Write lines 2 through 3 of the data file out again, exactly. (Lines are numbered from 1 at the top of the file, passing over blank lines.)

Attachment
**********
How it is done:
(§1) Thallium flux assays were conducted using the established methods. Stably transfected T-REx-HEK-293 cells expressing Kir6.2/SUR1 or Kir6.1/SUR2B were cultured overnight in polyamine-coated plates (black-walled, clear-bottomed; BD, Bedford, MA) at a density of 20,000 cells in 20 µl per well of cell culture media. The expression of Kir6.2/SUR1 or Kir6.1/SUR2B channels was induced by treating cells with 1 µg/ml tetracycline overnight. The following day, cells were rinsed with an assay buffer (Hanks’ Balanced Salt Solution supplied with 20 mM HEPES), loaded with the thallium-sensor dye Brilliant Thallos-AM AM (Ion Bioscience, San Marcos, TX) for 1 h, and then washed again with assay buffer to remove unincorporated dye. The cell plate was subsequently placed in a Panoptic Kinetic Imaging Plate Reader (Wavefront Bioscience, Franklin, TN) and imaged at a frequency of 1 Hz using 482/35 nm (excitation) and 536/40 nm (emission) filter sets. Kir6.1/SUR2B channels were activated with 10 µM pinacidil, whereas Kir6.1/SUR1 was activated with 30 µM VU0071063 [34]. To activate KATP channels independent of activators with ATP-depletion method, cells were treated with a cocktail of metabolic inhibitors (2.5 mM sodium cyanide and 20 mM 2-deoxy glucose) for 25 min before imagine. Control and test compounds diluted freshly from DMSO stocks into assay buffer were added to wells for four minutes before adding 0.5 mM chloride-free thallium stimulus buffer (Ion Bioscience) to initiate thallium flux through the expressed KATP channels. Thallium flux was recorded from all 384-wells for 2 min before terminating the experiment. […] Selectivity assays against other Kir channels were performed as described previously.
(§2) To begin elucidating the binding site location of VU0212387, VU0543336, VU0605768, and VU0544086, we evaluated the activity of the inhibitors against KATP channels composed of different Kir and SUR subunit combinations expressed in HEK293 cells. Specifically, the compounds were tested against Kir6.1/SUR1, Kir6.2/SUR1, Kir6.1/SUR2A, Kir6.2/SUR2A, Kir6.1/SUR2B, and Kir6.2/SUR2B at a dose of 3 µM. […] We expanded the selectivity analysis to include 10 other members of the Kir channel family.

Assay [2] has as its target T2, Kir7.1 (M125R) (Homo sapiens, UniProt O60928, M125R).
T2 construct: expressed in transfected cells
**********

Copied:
(§1) Thallium flux assays were conducted using the established methods. Stably transfected T-REx-HEK-293 cells expressing Kir6.2/SUR1 or Kir6.1/SUR2B were cultured overnight in polyamine-coated plates (black-walled, clear-bottomed; BD, Bedford, MA) at a density of 20,000 cells in 20 µl per well of cell culture media. The expression of Kir6.2/SUR1 or Kir6.1/SUR2B channels was induced by treating cells with 1 µg/ml tetracycline overnight. The following day, cells were rinsed with an assay buffer (Hanks’ Balanced Salt Solution supplied with 20 mM HEPES), loaded with the thallium-sensor dye Brilliant Thallos-AM AM (Ion Bioscience, San Marcos, TX) for 1 h, and then washed again with assay buffer to remove unincorporated dye. The cell plate was subsequently placed in a Panoptic Kinetic Imaging Plate Reader (Wavefront Bioscience, Franklin, TN) and imaged at a frequency of 1 Hz using 482/35 nm (excitation) and 536/40 nm (emission) filter sets. Kir6.1/SUR2B channels were activated with 10 µM pinacidil, whereas Kir6.1/SUR1 was activated with 30 µM VU0071063 [34]. To activate KATP channels independent of activators with ATP-depletion method, cells were treated with a cocktail of metabolic inhibitors (2.5 mM sodium cyanide and 20 mM 2-deoxy glucose) for 25 min before imagine. Control and test compounds diluted freshly from DMSO stocks into assay buffer were added to wells for four minutes before adding 0.5 mM chloride-free thallium stimulus buffer (Ion Bioscience) to initiate thallium flux through the expressed KATP channels. Thallium flux was recorded from all 384-wells for 2 min before terminating the experiment. […] Selectivity assays against other Kir channels were performed as described previously.
(§2) To begin elucidating the binding site location of VU0212387, VU0543336, VU0605768, and VU0544086, we evaluated the activity of the inhibitors against KATP channels composed of different Kir and SUR subunit combinations expressed in HEK293 cells. Specifically, the compounds were tested against Kir6.1/SUR1, Kir6.2/SUR1, Kir6.1/SUR2A, Kir6.2/SUR2A, Kir6.1/SUR2B, and Kir6.2/SUR2B at a dose of 3 µM. […] We expanded the selectivity analysis to include 10 other members of the Kir channel family.